We’re pleased to post playwright Helen Hill’s magnificent short story “THEATER OF THE UNDETERRED” which reads like a play within a play. The story’s set in Dignity Village and namechecks the original Out of the Doorways campaign that led to the birth of the Village.
THEATER OF THE UNDETERRED
On my way out of town, I veer off at the Hope Chest Thrift Store; suddenly what I’m wearing feels hopelessly wrong. I grab the first $2 dress that seems to say: “sincere and humble playwright” Perfect, except for the shiny faux gold buttons. Too upscale resale. I buy it anyway, and realize I’m in way over my head even as I hand over the two bucks, realize I’m rushing headlong into a void in a polyester dress that smells like a stranger’s perfume.
God I’m nervous. A bundle of copies of the new play are on the seat beside me, fresh and throbbing like a raw, chapped newborn, tentative and untried. Going public with new work always feels like stretching my neck across a chopping block, but to top it off, the destination of this new work is an infamous village full of strangers whose lives I can’t begin to imagine.
Almost there, I think. But where is this place? I’m lost in the outback. Lonely industrial warehouses scattered among peeling farmhouses, weed-choked idle acres and the whine of converging freeways in the distance; I’m out where God lost his shoes, it seems. Where else would the city of Portland put an acre full of homeless people?
I spy a low patchwork of tar-paper shacks and tents like a jumble of hodge-podge hives, hard to see from the road, but I recognize the yellow plastic “Dignity Village” flag atop a tower of angled sticks, snapping in a chilly wind funnelling down the Columbia Gorge.
I’ve seen pictures on the web, on television and in the newspapers, but this is not what I expected. I imagined the Village would be showcased like the paradigm busting oddity that it is: an autonomous homeless encampment run entirely by the 65 plus or minus residents and granted tenuous status to exist independently (from day to day) by their uneasy landlords; the City of Portland. It’s three years old, and has been written about in the NY Times, the Italian press, and provided a model for homeless camps in Montreal, Japan, Seattle, LA, London and Denver. With all that, it’s easy to miss.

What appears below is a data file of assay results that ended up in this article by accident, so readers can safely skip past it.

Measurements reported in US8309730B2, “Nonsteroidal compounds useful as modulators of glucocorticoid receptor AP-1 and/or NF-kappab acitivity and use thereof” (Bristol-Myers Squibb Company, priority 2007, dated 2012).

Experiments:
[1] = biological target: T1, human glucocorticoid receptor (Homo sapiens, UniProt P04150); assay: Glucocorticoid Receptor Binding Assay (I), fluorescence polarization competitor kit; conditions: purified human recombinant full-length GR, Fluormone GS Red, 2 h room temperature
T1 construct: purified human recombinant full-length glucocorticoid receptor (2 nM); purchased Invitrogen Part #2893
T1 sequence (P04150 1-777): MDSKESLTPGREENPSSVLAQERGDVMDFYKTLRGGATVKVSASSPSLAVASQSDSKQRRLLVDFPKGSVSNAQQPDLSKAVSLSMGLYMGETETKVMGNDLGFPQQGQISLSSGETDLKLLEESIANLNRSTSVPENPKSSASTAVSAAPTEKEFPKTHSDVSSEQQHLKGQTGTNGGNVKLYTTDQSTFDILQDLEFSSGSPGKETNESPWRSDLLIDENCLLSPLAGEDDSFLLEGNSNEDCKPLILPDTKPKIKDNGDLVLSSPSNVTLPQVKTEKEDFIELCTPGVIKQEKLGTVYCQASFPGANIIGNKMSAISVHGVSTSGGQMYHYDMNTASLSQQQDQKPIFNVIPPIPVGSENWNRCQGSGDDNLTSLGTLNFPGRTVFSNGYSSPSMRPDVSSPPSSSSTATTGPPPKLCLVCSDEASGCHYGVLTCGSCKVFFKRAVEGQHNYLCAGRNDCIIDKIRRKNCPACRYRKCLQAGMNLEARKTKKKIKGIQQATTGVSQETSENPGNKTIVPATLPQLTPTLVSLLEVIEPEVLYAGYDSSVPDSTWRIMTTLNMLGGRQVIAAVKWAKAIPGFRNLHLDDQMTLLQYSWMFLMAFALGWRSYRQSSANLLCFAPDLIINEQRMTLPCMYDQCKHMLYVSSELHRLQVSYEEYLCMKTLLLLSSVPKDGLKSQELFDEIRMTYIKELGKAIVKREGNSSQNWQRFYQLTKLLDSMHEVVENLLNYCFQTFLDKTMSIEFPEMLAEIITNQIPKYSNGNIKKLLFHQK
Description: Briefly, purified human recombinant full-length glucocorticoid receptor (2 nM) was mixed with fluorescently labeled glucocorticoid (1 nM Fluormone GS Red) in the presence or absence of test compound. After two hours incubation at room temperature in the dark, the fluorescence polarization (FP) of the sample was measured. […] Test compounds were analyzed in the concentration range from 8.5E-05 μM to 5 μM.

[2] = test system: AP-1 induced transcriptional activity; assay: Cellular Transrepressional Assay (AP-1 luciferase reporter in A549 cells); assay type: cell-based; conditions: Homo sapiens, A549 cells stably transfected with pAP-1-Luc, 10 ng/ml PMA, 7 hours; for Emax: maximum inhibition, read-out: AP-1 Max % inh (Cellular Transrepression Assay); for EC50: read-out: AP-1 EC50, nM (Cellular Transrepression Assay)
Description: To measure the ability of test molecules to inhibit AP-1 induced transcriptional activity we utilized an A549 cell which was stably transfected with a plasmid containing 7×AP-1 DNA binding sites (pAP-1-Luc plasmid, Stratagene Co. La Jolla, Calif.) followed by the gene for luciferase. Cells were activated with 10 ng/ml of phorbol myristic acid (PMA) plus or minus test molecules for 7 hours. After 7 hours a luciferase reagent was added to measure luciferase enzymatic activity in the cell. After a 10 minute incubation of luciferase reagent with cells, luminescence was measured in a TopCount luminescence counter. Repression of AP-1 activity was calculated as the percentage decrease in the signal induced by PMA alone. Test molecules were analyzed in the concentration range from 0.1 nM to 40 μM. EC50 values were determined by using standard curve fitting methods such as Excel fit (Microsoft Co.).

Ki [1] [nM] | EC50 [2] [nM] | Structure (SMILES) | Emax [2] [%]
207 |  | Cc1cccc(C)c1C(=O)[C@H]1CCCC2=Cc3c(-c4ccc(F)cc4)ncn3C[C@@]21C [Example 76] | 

Several years ago, when a new law banning camping within city limits was passed, Portland’s growing homeless population found themselves prodded, poked, tasered, booked, fined and jailed for the crime of having nowhere to sleep. Pockets of poor were swept daily from encampments under bridges, bushes, inside doorways and off dead end streets in the dead of night and told to move along, move along. But there was nowhere to move along to. The shelters were bursting, the social workers exhausted. Long lines began forming at 9 every morning for a chance at a bed 12 hours later and a few hours sleep in a room often full of contagious, coughing people. Couples were split, possessions unsecured, no pets allowed.
The cold winter of 2001 found a core group of homeless fighting back in an effective and original way. With planning and staging, the “Out of the Doorways Campaign” was born; a series of agit-prop actions designed to call attention to the lack of affordable housing and the plight of the homeless. The activists conducted stately parades through downtown Portland with loaded shopping carts, carrying signs and chanting. They camped in strategic places such as open greenways beside upscale housing developments. Wealthy condo owners opened their floor to ceiling curtains to enjoy an espresso in the morning sun and found themselves face to face with tent cities that had bloomed overnight. Newspapers were full of articles about a moveable band of humans, undeterred, with a simple message: “We are a river of people with nowhere to go, and the river is growing wider every day”
Along the way, they acquired a name for their vision of a place to rest and arrest the downward spiral. Dignity Village; a Zion in the heart and mind where fruit trees grow, birds sing, and it’s safe to sleep at night. It took a year, but a red-faced city finally caved to pressure and allowed them to occupy a near-acre in a thinly populated area out by the airport. The vision was realized, though no one ever guessed Zion would look like a wind-swept, asphalt-covered leaf composting yard surrounded by a heavy chain link fence.
I park across from the Village’s neighbor to the south, a sprawling county corrections unit with a twenty foot high razor wire fence, grab the stack of plays and duck as a pair of F15 fighter jets screams into the sky from the nearby National Guard runway. Perfect placement on the part of a city still intent on pressing these independent undeterred into a mold. On either side of them and in the sky above are constant reminders of the power and authority of the military industrial complex, of the system they’ve been displaced out of, are bucking.
There’s a sluggish green slough channeled beside the entrance, (full of jet de-icer run-off and two headed ducks deformed by chemicals, I later learn), leading to what appears to be a small plywood security shack. I see an American flag in the window and a little Scotty guard dog yapping, tail wagging furiously, pulling tight on his chain to greet me. His loopy fur sprouts over button eyes, and I reach down to clear his view of the world. I have to laugh, he looks like he’s about to come apart, he’s so happy, and for a moment I forget how scared I am to cross this unknown threshold, and in that moment, a beaming man in a fluoro-orange vest emerges from the shack with a clipboard and I think this security post seems more like a fragile rib cage protecting a heart.
“Hi! Welcome to Dignity Village!”
“I’m here about a play. I called last week.”
“Oh right, we talked about that at the meeting last night. I’m Ben.”